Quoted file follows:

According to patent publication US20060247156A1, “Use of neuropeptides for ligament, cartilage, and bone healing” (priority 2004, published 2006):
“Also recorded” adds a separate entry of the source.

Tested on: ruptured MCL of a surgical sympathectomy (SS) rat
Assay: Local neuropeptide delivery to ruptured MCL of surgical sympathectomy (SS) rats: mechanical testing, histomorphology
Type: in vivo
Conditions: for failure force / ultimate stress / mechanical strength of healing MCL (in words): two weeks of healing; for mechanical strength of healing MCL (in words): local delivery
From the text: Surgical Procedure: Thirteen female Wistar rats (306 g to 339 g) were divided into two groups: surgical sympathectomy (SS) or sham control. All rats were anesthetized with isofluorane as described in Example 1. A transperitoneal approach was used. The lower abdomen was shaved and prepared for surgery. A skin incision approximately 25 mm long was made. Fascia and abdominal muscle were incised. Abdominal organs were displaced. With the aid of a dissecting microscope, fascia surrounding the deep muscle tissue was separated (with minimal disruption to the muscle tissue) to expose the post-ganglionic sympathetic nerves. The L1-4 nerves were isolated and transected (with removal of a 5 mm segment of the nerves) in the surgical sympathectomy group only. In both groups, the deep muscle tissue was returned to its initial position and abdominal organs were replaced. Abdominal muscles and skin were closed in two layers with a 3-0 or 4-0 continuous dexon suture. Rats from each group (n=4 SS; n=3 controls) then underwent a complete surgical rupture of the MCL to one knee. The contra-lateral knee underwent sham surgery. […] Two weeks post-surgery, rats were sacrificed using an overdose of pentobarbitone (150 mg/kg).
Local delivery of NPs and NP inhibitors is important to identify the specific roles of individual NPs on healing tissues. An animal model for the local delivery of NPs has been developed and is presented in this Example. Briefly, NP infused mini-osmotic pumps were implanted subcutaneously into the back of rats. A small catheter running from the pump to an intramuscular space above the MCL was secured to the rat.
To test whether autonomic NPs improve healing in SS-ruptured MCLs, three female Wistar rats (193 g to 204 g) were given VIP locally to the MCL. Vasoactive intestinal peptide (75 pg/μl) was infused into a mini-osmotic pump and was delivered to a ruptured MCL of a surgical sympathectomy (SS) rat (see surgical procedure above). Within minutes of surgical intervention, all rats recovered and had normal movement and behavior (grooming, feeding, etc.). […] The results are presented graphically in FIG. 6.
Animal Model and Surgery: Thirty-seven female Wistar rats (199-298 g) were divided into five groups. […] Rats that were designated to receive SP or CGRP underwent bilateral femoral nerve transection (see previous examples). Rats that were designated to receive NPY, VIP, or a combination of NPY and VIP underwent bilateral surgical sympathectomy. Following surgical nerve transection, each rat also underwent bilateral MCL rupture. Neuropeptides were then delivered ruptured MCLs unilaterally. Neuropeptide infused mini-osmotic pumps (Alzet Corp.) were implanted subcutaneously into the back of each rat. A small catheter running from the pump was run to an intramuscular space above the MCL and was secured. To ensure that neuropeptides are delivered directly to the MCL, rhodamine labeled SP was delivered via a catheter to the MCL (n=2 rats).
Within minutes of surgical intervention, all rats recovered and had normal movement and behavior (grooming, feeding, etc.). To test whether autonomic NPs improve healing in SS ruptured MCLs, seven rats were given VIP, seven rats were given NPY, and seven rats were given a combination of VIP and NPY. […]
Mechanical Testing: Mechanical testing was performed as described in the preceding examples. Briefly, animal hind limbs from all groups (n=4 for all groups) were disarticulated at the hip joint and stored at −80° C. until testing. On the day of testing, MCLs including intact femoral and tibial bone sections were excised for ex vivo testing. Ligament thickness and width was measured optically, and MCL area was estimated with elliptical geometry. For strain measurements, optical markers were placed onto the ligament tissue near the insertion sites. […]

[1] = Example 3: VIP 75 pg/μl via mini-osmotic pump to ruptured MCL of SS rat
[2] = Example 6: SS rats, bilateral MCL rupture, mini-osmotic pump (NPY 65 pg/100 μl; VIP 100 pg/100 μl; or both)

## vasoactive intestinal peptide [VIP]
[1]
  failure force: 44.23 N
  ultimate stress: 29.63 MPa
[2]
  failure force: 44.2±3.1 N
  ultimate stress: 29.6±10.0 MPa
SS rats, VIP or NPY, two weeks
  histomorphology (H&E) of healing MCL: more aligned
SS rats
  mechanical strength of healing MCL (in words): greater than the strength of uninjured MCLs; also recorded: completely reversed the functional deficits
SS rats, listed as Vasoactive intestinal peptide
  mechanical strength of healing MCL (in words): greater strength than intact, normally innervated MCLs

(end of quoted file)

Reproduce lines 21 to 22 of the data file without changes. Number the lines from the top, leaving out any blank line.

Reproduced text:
  ultimate stress: 29.6±10.0 MPa
SS rats, VIP or NPY, two weeks